Rick Yorn: Pete had this idea to title it thenightbefore, and he owns it, so we’re thinking about doing something with it. Anyhow, Virgin stepped up and wanted the record. But they loved the first half of it, and they wanted to work on the other half, which was Pete’s favorite half.

Pete Yorn: I drank a whole bottle of white wine before I went to this lunch with these guys, and I was such a cocky little shit. “Simonize” and a lot of songs I just loved were on the second half. I didn’t understand how they couldn’t get that.

Rick Yorn: He was basically just like, “Fuck you, I’m not changing anything.”

Pete Yorn: Pretty soon after I got back from New York and was still figuring out how to get the Fleming record out, I met Walt during a smoke break at a Sloan concert at the Troubadour in West Hollywood. He said he had this digital rig and a little guest house in Van Nuys. I thought digital recording was so nerdy and not cool at the time, but I realized pretty quickly that it wasn’t so much the car but the driver.

R. Walt Vincent: The songs with just him on acoustic guitar had this alt-country feel, but I wanted to do something different with it. I wanted to try all the fun shit you could do with Pro Tools.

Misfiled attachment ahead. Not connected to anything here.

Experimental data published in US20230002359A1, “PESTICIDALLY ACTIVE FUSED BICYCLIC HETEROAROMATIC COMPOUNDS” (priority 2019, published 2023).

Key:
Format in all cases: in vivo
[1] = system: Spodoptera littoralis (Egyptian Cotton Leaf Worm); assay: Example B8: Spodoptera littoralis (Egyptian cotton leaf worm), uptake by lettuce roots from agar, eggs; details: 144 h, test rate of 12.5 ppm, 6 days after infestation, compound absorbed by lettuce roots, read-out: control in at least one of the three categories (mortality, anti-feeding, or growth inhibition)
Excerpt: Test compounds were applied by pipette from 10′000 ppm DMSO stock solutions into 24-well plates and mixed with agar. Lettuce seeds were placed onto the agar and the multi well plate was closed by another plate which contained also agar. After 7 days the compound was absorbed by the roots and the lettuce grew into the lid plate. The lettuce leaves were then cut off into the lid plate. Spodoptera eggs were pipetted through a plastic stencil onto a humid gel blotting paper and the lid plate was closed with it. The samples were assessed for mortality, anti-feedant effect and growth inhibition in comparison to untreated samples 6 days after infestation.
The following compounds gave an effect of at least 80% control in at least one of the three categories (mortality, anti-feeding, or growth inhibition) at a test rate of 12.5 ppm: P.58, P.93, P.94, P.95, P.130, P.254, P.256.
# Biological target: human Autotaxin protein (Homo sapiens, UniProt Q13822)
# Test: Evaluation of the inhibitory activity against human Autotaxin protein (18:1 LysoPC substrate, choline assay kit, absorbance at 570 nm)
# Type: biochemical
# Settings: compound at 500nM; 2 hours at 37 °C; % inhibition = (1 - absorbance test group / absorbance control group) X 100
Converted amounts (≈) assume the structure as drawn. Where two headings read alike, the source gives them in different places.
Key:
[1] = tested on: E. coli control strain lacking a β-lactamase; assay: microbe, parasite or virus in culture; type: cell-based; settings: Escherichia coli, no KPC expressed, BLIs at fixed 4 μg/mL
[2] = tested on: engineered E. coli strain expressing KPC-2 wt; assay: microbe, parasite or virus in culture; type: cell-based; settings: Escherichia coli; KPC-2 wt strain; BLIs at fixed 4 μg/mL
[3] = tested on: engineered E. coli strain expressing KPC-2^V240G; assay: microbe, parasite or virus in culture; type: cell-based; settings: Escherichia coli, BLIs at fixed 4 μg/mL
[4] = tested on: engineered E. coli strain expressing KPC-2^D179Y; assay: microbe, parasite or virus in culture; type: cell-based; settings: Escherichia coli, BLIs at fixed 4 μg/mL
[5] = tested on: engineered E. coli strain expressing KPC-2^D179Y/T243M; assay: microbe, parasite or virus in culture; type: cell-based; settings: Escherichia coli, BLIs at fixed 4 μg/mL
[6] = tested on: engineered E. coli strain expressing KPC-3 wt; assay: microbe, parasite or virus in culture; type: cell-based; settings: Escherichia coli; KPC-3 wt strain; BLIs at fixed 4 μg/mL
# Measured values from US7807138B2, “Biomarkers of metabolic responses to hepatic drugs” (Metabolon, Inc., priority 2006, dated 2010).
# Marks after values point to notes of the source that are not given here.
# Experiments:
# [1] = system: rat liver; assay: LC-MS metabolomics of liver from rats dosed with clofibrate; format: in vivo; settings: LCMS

Pete Yorn: I had some basic tracks that I’d laid down in my basement, and I got the files to Walt. We opened “Just Another Girl,” and he laid down these beautiful, big-sounding horns and some strings. I was inspired by that, and I did some ’60s-influenced overdubs. I remember driving home listening to the song on CD and thinking, “Holy shit.” I went back a week later, and we built out another song … and then another.

Vincent: I was listening to Garbage and New Order around that time, and Pete was a big New Order fan. The Smiths were huge for both of us, so there’s a lot of that in Pete’s thing.

Pete Yorn: Growing up, I was into Britpop and other bands from England, but I was also getting into Neil Young, Led Zeppelin and the Stones. musicforthemorningafter is a blend of that. When we were making it, I was really into Teenage Fanclub; I was really into Wilco and Son Volt. I could’ve made a straight alt-country album.

Vincent: We’d get the basic track down, and then just really fuck around. We sort of fell in love with the randomness. We’d goof off, then one of us would get serious, and the other would say, “Dude, what are you talking about—that’s the shit.” A lot of the ideas came from us not trying to be cool. It was like, “Rather than fight over an idea, let’s do another idea.”

Pete Yorn: We had a really good groove going, but it was laid back. By June of 1999, we had early versions of “Just Another Girl,” “Life On A Chain,” “Lose You,” “Sense,” “Black” … I remember I just laid down the drums to “Black” and went off that. Walt brings this extra emotional weight with these melodies I wouldn’t normally hear in my head.